Lovely morning, just after dawn, but there was a man. A tall man, skinny, my age or so, wearing what looked like a World War II great coat. When he saw my dog he stopped. We were perhaps 20 yards apart. My dog was not on a lead.
"It's okay," I said, "he's friendly."
The man cupped an ear and leaned forward.
"I said the dog's friendly."
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Immediately the man turned round and bent down. It was only then that I noticed he had a dog himself, a tiny thing, little bigger than a rat. The man swept the little dog off its feet and cradled it inside his coat.
"No no," I said, coming closer and enunciating exaggeratedly. "It's okay. My dog's friendly."
"Friendly, you say?"
I smiled and nodded. The man seemed uncertain but took the beast from inside his coat and put it on the ground and the two dogs danced around each other as dogs do when they are strangers, regardless of size. In their heads all dogs are the same size.
"Lovely morning," I said, as people do when they are strangers, when they are sizing each other up. Though it was, as it happens, the loveliest of mornings, still night-time cold but with a sky so clear as to be almost white, and with the sun rising out of the Pacific in the show that never loses its magnificence, its hope-inducing wonder. The silhouettes of the hills were manned from behind with gold.
"You've got to be careful these days," said the man. "Three times she's been attacked. One of them had her head in its mouth."
And the energy of his voice rose in defence of his dog and I sensed the emotion. Then he held open his coat like a wing and folded it to show that he had stuff in the side pocket. Sizeable stuff.
"I've got a saw in there. And a Swiss army knife." And he looked at me in a way that felt like an obscure challenge.
I said something non-committal. But a saw?
"Two of them were hunting dogs. Lying around waiting. I'll get them one day. I know where they live," and he fingered his pocket armoury.
His dog and mine sniffed and circled and checked for status signals that elude a human eye or nose but that say things to dogs more accurately than words say things to people. Such signals can raise hackles, generate a warning growl, start a scrap even. Or the dogs will discover a match of temperaments and will skip and run and one will bow to the other in an invitation to start a romp. But they always begin with caution. They feel each other out. Wise creatures, dogs.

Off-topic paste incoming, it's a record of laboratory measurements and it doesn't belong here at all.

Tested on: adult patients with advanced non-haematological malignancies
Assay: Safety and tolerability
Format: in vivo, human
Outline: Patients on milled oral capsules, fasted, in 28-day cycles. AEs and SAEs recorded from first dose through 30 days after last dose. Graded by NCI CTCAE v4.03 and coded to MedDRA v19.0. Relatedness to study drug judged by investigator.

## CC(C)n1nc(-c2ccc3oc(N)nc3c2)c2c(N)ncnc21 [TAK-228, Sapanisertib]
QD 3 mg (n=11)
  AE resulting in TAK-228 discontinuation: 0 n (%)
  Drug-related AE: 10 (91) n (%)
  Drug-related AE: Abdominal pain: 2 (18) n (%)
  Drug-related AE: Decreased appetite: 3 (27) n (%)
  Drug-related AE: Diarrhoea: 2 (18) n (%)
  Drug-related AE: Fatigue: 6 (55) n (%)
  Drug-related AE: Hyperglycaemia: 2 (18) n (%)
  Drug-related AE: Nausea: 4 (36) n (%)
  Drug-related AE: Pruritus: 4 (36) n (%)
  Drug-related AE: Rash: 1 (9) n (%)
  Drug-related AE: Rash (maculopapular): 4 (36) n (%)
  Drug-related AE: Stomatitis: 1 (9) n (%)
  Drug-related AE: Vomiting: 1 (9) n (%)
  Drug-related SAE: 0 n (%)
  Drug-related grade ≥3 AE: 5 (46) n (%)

"See that," said the man and he pointed up over the Port Hills where a con-trail arrowed across the sky, and was lit from below like a path to god.
"Pretty," I said, grateful to have left off saws and knives. But I do find con-trails pretty. They're the essence of going, the romance of decisive departure, of heading for the horizon and beyond.
"There's been six of them," said the man. "I've been watching," and he carved suddenly at the air with his hands in an exaggerated criss-cross motion. "You've got to keep an eye on them." He was clearly serious.
I said nothing.
"My son follows them on the internet. I bet you think it's just cloud seeding but it's worse than that. He belongs to this group. They keep an eye on things. You can't let them get away with stuff."
The dogs had finished their mutual interrogation and mine was now nosing round a rubbish bin.
The man was staring at me, expecting some sort of reply. I didn't want to play. But neither would I growl. So I did what no dog ever does. I lied. I dissembled.
"Interesting," I said. And then, "well, I'd better be going. Things to do and all that. Hope you have a good day." And I turned away. The man said nothing.
As I walked off I called my dog over my shoulder. He didn't come. I turned and called again. The man with the miniature dog and the pocket armoury and the son hadn't moved. He was watching the sky, one hand shielding his eyes.